The Prime Minister replied that, though the New Zealand Government was ‘not without apprehension as to the position that might develop in local waters in certain contingencies’, it was always happy to feel that New Zealand naval vessels were being used to the best advantage. In the present circumstances, it made no objection to the retention of the Leander abroad, ‘always provided, of course, that the matter could be raised for immediate consideration should the local situation deteriorate.’
The Leander and Canberra had barely arrived at Mauritius when a series of messages from the Commander-in-Chief East Indies indicated that an enemy supply ship, possibly with a submarine from Massawa in company, was making for a rendezvous in the southern Indian Ocean. Based on the general instructions of the Commander-in-Chief, Captain Bevan issued orders to the Leander, Canberra, and HMS City of Durban2 for what was designated Operation SUPPLY. This provided for patrols by the three ships based on a point ‘P’, the assumed rendezvous of the enemy ship, approximately 400 miles south-east of Cape St. Mary, at the southern end of Madagascar.
The City of Durban sailed from Mauritius at 8 p.m. on 9 March and the Leander and Canberra at six o'clock next morning, the last two ships entering the 80-mile circle from point ‘P’ at 5.30 a.m. on 12 March. The patrol was uneventful and nothing suspicious was sighted. In accordance with orders from the Commander-in-Chief East Indies, the Leander withdrew from the area in the early morning of 20 March, leaving the other ships to carry on the patrol until 23 March. The New Zealand cruiser arrived at Mauritius on 22 March and, after refuelling, sailed next morning at 20 knots to patrol an area between Mauritius and Madagascar.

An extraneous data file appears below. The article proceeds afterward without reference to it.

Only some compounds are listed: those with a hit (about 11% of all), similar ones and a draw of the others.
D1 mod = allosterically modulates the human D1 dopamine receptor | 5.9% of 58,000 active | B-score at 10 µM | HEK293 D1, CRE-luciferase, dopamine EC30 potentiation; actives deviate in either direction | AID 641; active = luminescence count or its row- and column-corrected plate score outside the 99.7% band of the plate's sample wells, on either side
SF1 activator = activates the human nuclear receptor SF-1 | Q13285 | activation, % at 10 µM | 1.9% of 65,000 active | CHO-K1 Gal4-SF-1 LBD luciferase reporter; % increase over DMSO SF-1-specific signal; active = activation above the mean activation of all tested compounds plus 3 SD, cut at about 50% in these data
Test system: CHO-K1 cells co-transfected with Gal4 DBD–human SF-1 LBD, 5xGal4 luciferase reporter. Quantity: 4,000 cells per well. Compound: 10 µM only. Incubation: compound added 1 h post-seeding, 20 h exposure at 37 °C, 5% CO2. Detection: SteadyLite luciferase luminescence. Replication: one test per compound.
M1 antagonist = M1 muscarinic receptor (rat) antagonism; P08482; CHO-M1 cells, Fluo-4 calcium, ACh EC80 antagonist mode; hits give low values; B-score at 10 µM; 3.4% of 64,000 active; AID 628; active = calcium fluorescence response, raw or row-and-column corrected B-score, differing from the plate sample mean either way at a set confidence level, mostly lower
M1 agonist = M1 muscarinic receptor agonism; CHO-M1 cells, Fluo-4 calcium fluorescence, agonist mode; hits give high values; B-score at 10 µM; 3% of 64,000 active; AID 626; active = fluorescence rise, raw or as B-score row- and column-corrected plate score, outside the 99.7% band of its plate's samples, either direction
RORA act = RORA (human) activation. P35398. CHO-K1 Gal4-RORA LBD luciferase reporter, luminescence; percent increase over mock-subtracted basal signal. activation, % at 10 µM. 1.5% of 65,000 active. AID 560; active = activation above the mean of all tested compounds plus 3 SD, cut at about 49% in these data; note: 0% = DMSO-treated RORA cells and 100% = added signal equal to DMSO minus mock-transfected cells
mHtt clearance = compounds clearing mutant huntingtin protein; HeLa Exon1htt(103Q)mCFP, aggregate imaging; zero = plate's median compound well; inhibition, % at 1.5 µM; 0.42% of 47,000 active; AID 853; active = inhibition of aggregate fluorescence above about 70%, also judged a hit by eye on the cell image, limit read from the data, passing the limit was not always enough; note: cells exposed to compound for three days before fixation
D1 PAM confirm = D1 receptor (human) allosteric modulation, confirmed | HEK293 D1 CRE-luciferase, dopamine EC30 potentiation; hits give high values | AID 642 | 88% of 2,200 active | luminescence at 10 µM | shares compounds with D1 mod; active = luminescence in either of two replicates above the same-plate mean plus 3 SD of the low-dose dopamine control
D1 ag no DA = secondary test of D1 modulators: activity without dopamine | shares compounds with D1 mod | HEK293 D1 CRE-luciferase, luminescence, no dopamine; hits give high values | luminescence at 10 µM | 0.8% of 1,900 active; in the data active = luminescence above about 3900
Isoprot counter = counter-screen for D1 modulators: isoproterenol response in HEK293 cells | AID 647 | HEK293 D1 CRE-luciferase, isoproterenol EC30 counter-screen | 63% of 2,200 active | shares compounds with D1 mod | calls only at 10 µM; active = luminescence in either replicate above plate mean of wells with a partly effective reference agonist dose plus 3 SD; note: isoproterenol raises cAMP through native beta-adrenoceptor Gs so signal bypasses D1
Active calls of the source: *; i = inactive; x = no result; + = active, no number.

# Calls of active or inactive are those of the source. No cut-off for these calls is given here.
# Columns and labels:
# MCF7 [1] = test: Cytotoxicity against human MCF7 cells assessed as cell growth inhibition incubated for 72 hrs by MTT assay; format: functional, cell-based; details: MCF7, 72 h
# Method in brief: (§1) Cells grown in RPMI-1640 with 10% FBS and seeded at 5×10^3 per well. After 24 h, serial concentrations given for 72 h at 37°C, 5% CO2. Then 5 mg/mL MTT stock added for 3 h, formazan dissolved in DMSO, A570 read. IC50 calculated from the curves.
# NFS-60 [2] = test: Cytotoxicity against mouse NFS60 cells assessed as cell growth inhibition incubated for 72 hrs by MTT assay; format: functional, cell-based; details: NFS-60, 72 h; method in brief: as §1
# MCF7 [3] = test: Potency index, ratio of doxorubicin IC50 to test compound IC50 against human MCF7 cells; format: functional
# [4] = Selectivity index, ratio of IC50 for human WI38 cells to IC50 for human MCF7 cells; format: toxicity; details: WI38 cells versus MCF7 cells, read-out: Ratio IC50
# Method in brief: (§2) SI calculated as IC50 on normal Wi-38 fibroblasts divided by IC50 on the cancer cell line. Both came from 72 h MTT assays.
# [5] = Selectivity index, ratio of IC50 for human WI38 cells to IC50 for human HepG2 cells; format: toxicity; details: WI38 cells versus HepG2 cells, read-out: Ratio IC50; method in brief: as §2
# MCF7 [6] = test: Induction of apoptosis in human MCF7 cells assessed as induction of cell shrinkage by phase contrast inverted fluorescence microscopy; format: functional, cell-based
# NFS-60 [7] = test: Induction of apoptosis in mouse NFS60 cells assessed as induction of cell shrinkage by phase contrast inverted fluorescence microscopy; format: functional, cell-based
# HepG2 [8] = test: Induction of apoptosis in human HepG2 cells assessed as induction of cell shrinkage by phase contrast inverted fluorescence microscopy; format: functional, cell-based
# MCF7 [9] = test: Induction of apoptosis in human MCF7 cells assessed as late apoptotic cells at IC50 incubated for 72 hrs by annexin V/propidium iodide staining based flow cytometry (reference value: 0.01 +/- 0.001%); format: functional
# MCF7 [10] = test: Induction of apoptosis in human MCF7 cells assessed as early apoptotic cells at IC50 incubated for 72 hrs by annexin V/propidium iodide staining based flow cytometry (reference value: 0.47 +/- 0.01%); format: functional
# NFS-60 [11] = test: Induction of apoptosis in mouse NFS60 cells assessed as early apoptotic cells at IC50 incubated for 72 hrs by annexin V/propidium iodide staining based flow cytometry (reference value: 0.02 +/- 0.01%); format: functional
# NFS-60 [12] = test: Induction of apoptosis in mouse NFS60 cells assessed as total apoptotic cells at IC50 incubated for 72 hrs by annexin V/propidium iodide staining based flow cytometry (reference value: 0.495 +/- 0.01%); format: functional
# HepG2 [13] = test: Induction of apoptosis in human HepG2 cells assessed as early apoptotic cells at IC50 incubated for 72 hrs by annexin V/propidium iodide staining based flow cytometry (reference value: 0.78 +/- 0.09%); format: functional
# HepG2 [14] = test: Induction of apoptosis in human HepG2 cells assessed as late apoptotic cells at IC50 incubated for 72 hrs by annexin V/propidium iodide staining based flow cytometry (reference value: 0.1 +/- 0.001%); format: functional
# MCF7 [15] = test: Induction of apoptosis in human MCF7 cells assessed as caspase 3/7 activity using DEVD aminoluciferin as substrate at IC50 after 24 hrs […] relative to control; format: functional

1 Admiralty message of 0128 GMT, 6 March 1941, to Australian and New Zealand Naval Boards and other addressees.
The stranger made no reply to repeated flag and lamp signals asking her name and ordering her to stop. The Leander then fired two rounds of blank ammunition and, when these produced no effect, at a range of 9500 yards a 4-inch shell was fired across her bows, followed by another two minutes later. The ship, which was the French motor-vessel Charles L.D.,1 then stopped.
The Leander sent away a boarding party commanded by Lieutenant J. H. Thompson, RN, accompanied by Lieutenant Saunders, RNZNR,2 as witnessing officer and Lieutenant (E) K. Lee-Richards, RN, as engineer officer. The cruiser signalled the Charles L.D. not to use her radio, but a few minutes later she transmitted ‘Vive Angleterre!’ – presumably an outburst by her pro-British operator – and then sent a coded message to Majunga Radio, evidently reporting her position. On hearing the transmissions, the Leander made the signal in plain language ‘Defendu Radio’, and enforced this by a burst of machine-gun fire over the ship's masthead.